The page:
SpaceX Dragon Capsule Splashes Down In Atlantic Ocean

Gwen Vasquez
March 9, 2019

SpaceX's Crew Dragon spaceship hits the waters of the Atlantic Ocean for splashdown.

The astronauts have begun procedures ahead of Crew Dragon's undocking at 2:31 a.m. Friday. It's aiming for a morning splashdown in the Atlantic off Florida's coast, the final hurdle of the six-day test flight. The capsule is SpaceX's first that is created to carry humans.

The United States has not launched astronauts into space since the space shuttle program was retired in 2011.

The mission, known as Demo-1, is a critical step for NASA and SpaceX to demonstrate the ability to safely fly missions with NASA astronauts to the orbital laboratory.

Space X's latest mission is part of NASA's Commercial Crew Program. SpaceX then conducted four departure burns to move the Crew Dragon away from the ISS.

If deemed a complete success, the mission would give Nasa increased confidence in one of its prime contractors and propel the space agency a step closer to restoring human spaceflight from U.S. soil. The parachute system that flew on this test flight was not entirely the same as the one that will be used for the crew flight, and neither were avionics and life support entirely finalized.

This time around, Dragon's own crew member is a dummy, named Ripley.

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The mission, dubbed Demo-1, kicked off just under a week ago with the launch of the crew-capable Dragon capsule aboard a Falcon 9 booster, and subsequent docking the following day. According to NASA's Launch Schedule, the Crew Dragon's crewed mission, which will bring Bob Behnken and Doug Hurley to the ISS, is expected to take place sometime in July. Both SpaceX and Boeing have been hampered with delays - but 2019 could be the year they start flying crew.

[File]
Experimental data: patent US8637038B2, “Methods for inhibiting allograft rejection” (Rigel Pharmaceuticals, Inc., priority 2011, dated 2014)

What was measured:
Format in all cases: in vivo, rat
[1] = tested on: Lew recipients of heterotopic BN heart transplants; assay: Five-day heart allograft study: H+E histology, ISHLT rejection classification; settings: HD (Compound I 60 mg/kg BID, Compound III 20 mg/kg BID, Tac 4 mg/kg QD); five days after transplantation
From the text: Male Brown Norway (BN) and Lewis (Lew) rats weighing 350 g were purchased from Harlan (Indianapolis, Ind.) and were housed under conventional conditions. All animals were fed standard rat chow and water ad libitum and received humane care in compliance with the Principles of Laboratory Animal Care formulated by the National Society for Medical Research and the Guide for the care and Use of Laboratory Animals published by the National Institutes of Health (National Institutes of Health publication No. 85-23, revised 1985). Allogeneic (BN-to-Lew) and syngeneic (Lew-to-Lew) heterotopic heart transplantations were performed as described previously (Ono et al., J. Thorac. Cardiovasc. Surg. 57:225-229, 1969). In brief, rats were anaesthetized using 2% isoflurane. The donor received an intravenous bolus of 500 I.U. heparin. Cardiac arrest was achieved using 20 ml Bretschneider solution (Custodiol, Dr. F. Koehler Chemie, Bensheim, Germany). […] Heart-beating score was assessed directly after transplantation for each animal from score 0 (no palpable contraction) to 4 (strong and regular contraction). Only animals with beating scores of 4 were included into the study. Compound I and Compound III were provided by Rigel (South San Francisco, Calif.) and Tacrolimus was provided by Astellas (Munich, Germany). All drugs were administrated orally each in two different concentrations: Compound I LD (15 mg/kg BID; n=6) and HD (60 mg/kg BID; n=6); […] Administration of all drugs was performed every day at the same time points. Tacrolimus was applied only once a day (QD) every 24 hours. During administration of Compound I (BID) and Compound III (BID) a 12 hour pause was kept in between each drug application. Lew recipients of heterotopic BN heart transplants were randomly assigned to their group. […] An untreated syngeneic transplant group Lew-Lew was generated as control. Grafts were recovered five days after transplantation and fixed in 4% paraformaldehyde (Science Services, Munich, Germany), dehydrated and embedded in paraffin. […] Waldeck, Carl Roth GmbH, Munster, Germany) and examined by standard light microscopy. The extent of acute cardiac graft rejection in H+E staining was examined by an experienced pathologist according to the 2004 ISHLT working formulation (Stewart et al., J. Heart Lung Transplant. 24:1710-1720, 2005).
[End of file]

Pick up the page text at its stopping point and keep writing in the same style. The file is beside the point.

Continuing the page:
"This is an fantastic achievement in American history", NASA administrator Jim Bridenstine said on NASA TV, per the New York Times.

The space station's three-member crew greeted the capsule last Sunday, with USA astronaut Anne McClain and Canadian astronaut David Saint-Jacques entering Crew Dragon's cabin to carry out air-quality tests and inspections.

But before that happens, the private companies need to complete a series of tests to prove their spaceships are safe to transport the astronauts.

During a video interview with reporters beamed to Earth on Thursday, Saint-Jacques said it looked "like a business class spacecraft". NASA awarded the first contracts in 2014 to SpaceX and Boeing, now totaling about $8 billion.

A spacesuit-wearing, sensor-laden mannequin nicknamed Ripley (in honor of Sigourney Weaver's character in the "Alien" sci-fi movies) rode in one of the Dragon's seats, to document what living, breathing astronauts would hear and feel.

The nearly-week long journey culminated when the spacecraft disembarked from the station about 2.30am Friday, fired its engine to slow down, and barrelled through the thickening atmosphere on its fiery return to Earth.

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